Mobile

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AMP Page Content Should Match Your Normal Pages

March 17, 2020 Source

AMP pages should consistently match what users would see on normal pages, regardless of a site being moved to mobile-first indexing. It’s OK if some features are missing, but the AMP page content should generally match the content on your normal pages.


Google Will Only Use Content From Mobile Pages if Mobile First

March 6, 2020 Source

Google will only use the mobile version of content when a site has been moved to mobile first. If your mobile pages have less structured data or images than your desktop pages, Google will not use the content from your desktop site. Google will continue to crawl your desktop pages about 20% of the time to make sure they are not missing any new pages.


Google Recommends a Single Site for Mobile First Indexing

March 6, 2020 Source

It’s OK to have a separate mobile website for mobile first indexing, provided it’s correctly linked from the desktop version with a mobile rel alternate and a canonical pointing to the desktop page, but Google recommends having a single URL for each piece of content with responsive design or dynamic serving in the future.


Ensure Structured Data Types Used Across Different Page Versions is Consistent

January 10, 2020 Source

If a site has different structured markup on their desktop and mobile sites, Google would use the schema that is on the version they are currently crawling and indexing. It’s a little different with AMP as certain structured data types are required for some AMP features, so Google also takes this into account. John recommends ensuring the structured data types used across the different versions of a page are consistent.


Speed Testing Tools Don’t Reflect Google’s Ability to Pre-render & Cache AMP Pages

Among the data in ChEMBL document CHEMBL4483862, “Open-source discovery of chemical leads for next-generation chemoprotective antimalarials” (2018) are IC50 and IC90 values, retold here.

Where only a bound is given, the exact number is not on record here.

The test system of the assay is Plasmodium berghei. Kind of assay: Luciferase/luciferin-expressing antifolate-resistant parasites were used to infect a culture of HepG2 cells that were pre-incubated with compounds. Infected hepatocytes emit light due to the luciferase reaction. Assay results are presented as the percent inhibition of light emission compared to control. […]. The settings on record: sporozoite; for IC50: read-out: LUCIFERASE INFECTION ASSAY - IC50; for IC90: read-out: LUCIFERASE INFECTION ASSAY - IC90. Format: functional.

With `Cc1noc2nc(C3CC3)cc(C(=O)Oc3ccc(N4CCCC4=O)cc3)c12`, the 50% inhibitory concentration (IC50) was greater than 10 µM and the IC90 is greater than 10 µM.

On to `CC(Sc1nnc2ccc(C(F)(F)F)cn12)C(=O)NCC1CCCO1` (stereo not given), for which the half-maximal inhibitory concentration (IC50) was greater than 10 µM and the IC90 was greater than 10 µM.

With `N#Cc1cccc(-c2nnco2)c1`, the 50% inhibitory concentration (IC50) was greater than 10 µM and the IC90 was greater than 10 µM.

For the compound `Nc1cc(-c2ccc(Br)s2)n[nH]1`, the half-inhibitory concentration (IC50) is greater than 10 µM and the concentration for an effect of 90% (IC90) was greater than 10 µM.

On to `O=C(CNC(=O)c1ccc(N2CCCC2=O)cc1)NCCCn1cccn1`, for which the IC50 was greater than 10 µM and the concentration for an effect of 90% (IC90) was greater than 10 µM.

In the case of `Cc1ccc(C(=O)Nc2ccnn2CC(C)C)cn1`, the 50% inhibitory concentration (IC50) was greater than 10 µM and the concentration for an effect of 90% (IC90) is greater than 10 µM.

December 27, 2019 Source

When displaying AMP pages, Google is able to pre-render and cache them directly from the search results, which saves the time typically spent retrieving the initial HTML to get the rendered version. However, this isn’t something that is taken into account in the testing tools.


Testing Tools Will Display Results For Original Page if There is No Redirect to AMP Version

December 27, 2019 Source

If there is no redirect to the AMP version of a page, Google testing tools will test and display results for the individual regular URL rather than the AMP version, unless you explicitly the test the AMP URL.


Include Structured Markup on Both AMP & Normal Page to Show in SERPs

December 13, 2019 Source

Structured markup needs to be included on both the AMP and the normal version of a page to be displayed in search e.g. article markup.


Switching to AMP Won’t Provide an Increase to Rankings

November 29, 2019 Source

Google rank AMP pages the same as they rank other pages, so there is no inherent ranking advantage when using AMP. However, AMP pages are typically faster than HTML pages, which can provide site speed benefits, particularly on mobile. Some search features also require AMP in order to display correctly due to actions such as pre-caching.


Google Determines Mobile Usability Based on The Ability to Render the Page

November 26, 2019 Source

Google determines mobile usability results based on the ability to render pages in a way that matches what a user would see on their device. Sometimes they may face issues when fetching the CSS or JavaScript files and this will display a small number of issues, with regards to mobile usability, in Google Search Console. However, John advised these are usually based on temporary fluctuations in Google’s ability to fetch individual files, but it will not affect the indexing of these pages.


Related Topics

Dynamic Serving Mobile Mobile Interstitials Mobile-first Indexing AMP Responsive Design Separate Mobile Sites